There is a great potential risk to unique and rare species of the Snake and Spring Valley ecosystems in eastern Nevada that depend on springs and seeps from the groundwater aquifer underneath these valleys. Aquifer drawdown occurs when excess water is pumped out of the aquifer and the water table drops, drying up springs and seeps. Species at risk of extinction from an aquifer drawdown are the Bonneville cutthroat trout (Salmo clarki Utah Suckley) and the least chub (Iotichthys phlegethontis), a small minnow known to reside in the Snake Valley Aquifer.
from Great Basin Water Network;
"Up to 200,000 acre-feet annually of Great Basin's groundwater
headed to Las Vegas?
The Southern Nevada Water Authority, the water agency for Las Vegas, Henderson, and N. Las Vegas proposes to pump up to 200,000 acre-feet annually from eastern Nevada and send it through 300 miles of pipeline to support the area's uncontrolled growth. The cost is currently estimated at .5 billion dollars.
Just how much water is 200,000 acre-feet annually? It is more than 65 billion gallons of water – every year. (That's equivalent to the average flow of Nevada's only river contained entirely within the State – the famed Humboldt River.) SNWA claims that it can pump and permanently remove the water from the eastern Nevada's desert valleys without any harm to people or to wildlife.
Independent hydrologists dispute it is possible to pump and export so much water without causing major environmental degradation and destroying the livelihoods of rural residents in eastern Nevada and western Utah. The area targeted for the massive pumping proposal is home to National Wildlife Refuges in Nevada and Utah, important state wildlife management areas, Native American communities and dozens of small, rural agricultural communities who have been living in balance with the limited water supplies of the region for over a century. Great Basin National Park is surrounded by the proposed groundwater pump and export project. The proposed pumping scheme would bring two hundred or more wells with power lines, roads, and linked buried pipelines to cover the valleys on both sides of the National Park – some right on the border of the park. Communities like Baker, Nevada on the Utah border would have large production wells in their backyard sending local water to a city 300 miles away. Ranchers throughout the Snake Valley believe that water they depend on for their agricultural livelihoods will "dry up" if the project is approved.
A recent report by the Pacific Institute outlines the steps Las Vegas, Henderson, and N. Las Vegas could take today to save nearly 90,000 acre-feet of water per year without importing a single drop. Check out Hidden Oasis: Water Conservation and Efficiency in Las Vegas.
Learn more: "Understanding Environmental Issues related to the Southern Nevada Water Authority's Proposed Groundwater Development Project" for how the proposed pipeline project will damage people and wildlife."
more info @; http://www.greatbasinwater.net/
Recently the Las Vegas regions SNWA has attempted to purchase water right for pumping aquifer water from these aquifers in order to meet growing demands of casinos, golf courses and other water needs, including the general public. However, for being the driest city in the nation, Las Vegas is lagging in potential water conservation measures that would make this aquifer water removal uneeded. We can help by offering suggestions in abstracts for their upcoming conference such as water recycling, native drought tolerant landscaping and low flow showers...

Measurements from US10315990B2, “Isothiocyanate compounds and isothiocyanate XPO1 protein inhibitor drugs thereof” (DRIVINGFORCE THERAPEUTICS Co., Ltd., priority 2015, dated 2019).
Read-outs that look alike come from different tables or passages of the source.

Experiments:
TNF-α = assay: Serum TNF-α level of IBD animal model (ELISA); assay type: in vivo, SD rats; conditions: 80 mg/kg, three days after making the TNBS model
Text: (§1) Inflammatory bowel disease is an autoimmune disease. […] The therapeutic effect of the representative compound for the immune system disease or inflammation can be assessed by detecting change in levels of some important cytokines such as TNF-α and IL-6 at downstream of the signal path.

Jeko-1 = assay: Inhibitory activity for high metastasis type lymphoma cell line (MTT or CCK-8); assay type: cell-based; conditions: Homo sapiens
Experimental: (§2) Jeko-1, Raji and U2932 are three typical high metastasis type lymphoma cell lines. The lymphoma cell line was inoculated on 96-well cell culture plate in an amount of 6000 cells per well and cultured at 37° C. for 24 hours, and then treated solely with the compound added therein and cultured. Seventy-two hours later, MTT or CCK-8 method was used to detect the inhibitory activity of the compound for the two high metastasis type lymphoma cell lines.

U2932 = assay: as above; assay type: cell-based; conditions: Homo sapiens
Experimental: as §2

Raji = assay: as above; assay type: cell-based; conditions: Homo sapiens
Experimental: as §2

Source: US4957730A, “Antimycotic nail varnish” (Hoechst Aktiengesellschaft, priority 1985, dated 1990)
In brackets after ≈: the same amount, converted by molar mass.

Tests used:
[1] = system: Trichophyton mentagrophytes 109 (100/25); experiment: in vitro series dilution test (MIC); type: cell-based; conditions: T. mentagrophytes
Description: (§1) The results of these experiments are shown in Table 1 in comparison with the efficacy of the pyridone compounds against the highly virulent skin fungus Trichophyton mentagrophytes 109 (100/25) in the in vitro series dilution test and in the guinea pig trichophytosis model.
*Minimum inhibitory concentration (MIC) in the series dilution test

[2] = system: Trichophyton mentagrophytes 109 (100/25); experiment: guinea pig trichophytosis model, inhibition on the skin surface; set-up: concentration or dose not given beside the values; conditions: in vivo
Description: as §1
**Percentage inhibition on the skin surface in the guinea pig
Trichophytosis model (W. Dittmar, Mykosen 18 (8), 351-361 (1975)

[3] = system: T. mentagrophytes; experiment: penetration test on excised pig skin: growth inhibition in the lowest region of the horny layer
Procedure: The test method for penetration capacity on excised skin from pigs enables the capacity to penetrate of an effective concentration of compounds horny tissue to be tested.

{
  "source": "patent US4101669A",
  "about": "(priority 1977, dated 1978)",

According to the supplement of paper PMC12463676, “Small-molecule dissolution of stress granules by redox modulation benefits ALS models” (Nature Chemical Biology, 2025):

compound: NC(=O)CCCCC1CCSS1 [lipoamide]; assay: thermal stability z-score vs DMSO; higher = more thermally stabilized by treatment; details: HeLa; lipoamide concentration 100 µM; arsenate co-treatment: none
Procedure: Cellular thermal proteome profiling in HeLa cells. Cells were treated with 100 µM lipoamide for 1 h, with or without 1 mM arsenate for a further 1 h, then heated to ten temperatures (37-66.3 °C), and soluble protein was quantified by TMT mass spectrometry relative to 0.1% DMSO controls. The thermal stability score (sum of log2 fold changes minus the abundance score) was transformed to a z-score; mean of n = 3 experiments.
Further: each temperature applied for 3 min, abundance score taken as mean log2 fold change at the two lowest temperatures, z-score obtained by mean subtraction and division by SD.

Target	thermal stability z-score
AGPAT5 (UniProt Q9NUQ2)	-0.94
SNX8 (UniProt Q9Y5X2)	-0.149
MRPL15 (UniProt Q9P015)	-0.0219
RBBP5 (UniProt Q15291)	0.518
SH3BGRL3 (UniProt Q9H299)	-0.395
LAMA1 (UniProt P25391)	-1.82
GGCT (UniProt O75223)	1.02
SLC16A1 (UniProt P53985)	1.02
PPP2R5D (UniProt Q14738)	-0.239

"WaterSmart Innovations Conference and Exposition issues Call for Abstracts
Experts in the field of water efficiency are invited to submit abstracts for the second WaterSmart Innovations Conference and Exposition, slated for Oct. 7-9, 2009, in Las Vegas.
The deadline for submitting abstracts is Jan. 30, 2009. Professionals, scientists, government employees, organizations, public and private institutions, policy makers, students and all others working in an industry related to water efficiency are invited to submit an abstract for an oral presentation, panel discussion or workshop.
The inaugural WaterSmart Innovations, held Oct. 8-10, 2008, was the largest and most comprehensive conservation-specific conference of its kind in the world. Event organizers hope to build upon this groundbreaking event, created to broaden the knowledge of innovations in water conservation including products, programs and outreach. All topics related to innovations in water conservation will be considered. Potential topics include:
Conservation and Incentive Program Management
Drought Management Planning
Sustainable Construction and Development
High Efficiency Fixtures and Appliances
Policy Development/Public Outreach
Landscapes and Outdoor Water Use
Marketing Conservation Programs
Education (youth, adult)
Candidates chosen as presenters will be notified by e-mail and postal mail no later than March 15, 2009. A complete list of topics and submittal guidelines is available on the WaterSmart Innovations Web site.
The WaterSmart Innovations Conference and Exposition is presented by the Southern Nevada Water Authority in partnership with the U.S. Environmental Protection Agency’s WaterSense Program and other forward-thinking organizations."
more info visit; http://www.snwa.com/html/news_wsi_abstracts.html
scroll down to WaterSmart Innovations
The SNWA will take people seriously once we show them the demand for water conservation is real, and we can show them successful measures of water conservation do exist and need to be attempted before the SNWA tries to draw down another distant aquifer without first stopping their wastefullness of water. Don't be afraid to "flood" the SNWA with abstracts so that they can see there are plenty of ideas out there they could try. A flood of abstracts may be just what this city needs!!